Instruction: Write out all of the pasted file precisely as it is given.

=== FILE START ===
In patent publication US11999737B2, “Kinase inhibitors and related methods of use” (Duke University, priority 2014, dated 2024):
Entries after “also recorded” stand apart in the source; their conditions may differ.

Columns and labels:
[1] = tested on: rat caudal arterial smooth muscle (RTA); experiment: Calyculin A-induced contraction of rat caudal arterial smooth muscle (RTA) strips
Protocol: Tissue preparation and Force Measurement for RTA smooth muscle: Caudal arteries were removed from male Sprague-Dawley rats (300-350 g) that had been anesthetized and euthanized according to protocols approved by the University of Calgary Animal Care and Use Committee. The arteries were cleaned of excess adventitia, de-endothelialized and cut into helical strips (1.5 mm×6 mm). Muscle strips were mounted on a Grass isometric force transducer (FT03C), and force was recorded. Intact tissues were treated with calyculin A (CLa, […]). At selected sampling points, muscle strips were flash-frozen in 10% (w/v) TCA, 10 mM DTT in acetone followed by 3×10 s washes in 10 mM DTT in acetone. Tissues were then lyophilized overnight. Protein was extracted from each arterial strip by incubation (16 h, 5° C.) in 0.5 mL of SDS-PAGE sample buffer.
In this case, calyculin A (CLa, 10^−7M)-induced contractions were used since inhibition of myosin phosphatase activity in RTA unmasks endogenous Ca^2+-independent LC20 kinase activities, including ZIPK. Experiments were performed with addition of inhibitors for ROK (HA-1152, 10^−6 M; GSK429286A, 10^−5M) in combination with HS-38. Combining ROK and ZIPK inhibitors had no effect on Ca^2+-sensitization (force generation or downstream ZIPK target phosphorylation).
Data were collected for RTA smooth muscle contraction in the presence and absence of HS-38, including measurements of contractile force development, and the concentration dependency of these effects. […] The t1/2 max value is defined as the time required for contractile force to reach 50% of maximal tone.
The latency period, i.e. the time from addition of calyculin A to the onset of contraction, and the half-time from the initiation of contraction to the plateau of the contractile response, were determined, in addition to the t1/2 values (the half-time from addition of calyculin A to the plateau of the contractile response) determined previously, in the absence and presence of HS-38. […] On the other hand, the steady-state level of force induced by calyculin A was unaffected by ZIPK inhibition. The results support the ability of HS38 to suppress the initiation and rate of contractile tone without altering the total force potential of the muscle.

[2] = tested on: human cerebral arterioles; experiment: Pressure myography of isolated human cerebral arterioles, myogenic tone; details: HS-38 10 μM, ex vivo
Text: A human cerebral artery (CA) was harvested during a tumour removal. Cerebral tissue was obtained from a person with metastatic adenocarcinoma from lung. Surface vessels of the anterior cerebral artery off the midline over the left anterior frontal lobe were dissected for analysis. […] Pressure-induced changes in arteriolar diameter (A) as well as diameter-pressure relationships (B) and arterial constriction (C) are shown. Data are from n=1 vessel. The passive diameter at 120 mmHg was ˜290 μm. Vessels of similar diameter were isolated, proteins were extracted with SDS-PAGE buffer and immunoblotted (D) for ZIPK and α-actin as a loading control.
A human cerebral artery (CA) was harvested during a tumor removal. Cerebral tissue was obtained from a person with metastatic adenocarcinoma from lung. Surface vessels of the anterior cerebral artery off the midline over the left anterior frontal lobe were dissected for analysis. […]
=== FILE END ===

In patent publication US11999737B2, “Kinase inhibitors and related methods of use” (Duke University, priority 2014, dated 2024):
Entries after “also recorded” stand apart in the source; their conditions may differ.

Columns and labels:
[1] = tested on: rat caudal arterial smooth muscle (RTA); experiment: Calyculin A-induced contraction of rat caudal arterial smooth muscle (RTA) strips
Protocol: Tissue preparation and Force Measurement for RTA smooth muscle: Caudal arteries were removed from male Sprague-Dawley rats (300-350 g) that had been anesthetized and euthanized according to protocols approved by the University of Calgary Animal Care and Use Committee. The arteries were cleaned of excess adventitia, de-endothelialized and cut into helical strips (1.5 mm×6 mm). Muscle strips were mounted on a Grass isometric force transducer (FT03C), and force was recorded. Intact tissues were treated with calyculin A (CLa, […]). At selected sampling points, muscle strips were flash-frozen in 10% (w/v) TCA, 10 mM DTT in acetone followed by 3×10 s washes in 10 mM DTT in acetone. Tissues were then lyophilized overnight. Protein was extracted from each arterial strip by incubation (16 h, 5° C.) in 0.5 mL of SDS-PAGE sample buffer.
In this case, calyculin A (CLa, 10^−7M)-induced contractions were used since inhibition of myosin phosphatase activity in RTA unmasks endogenous Ca^2+-independent LC20 kinase activities, including ZIPK. Experiments were performed with addition of inhibitors for ROK (HA-1152, 10^−6 M; GSK429286A, 10^−5M) in combination with HS-38. Combining ROK and ZIPK inhibitors had no effect on Ca^2+-sensitization (force generation or downstream ZIPK target phosphorylation).
Data were collected for RTA smooth muscle contraction in the presence and absence of HS-38, including measurements of contractile force development, and the concentration dependency of these effects. […] The t1/2 max value is defined as the time required for contractile force to reach 50% of maximal tone.
The latency period, i.e. the time from addition of calyculin A to the onset of contraction, and the half-time from the initiation of contraction to the plateau of the contractile response, were determined, in addition to the t1/2 values (the half-time from addition of calyculin A to the plateau of the contractile response) determined previously, in the absence and presence of HS-38. […] On the other hand, the steady-state level of force induced by calyculin A was unaffected by ZIPK inhibition. The results support the ability of HS38 to suppress the initiation and rate of contractile tone without altering the total force potential of the muscle.

[2] = tested on: human cerebral arterioles; experiment: Pressure myography of isolated human cerebral arterioles, myogenic tone; details: HS-38 10 μM, ex vivo
Text: A human cerebral artery (CA) was harvested during a tumour removal. Cerebral tissue was obtained from a person with metastatic adenocarcinoma from lung. Surface vessels of the anterior cerebral artery off the midline over the left anterior frontal lobe were dissected for analysis. […] Pressure-induced changes in arteriolar diameter (A) as well as diameter-pressure relationships (B) and arterial constriction (C) are shown. Data are from n=1 vessel. The passive diameter at 120 mmHg was ˜290 μm. Vessels of similar diameter were isolated, proteins were extracted with SDS-PAGE buffer and immunoblotted (D) for ZIPK and α-actin as a loading control.
A human cerebral artery (CA) was harvested during a tumor removal. Cerebral tissue was obtained from a person with metastatic adenocarcinoma from lung. Surface vessels of the anterior cerebral artery off the midline over the left anterior frontal lobe were dissected for analysis. […]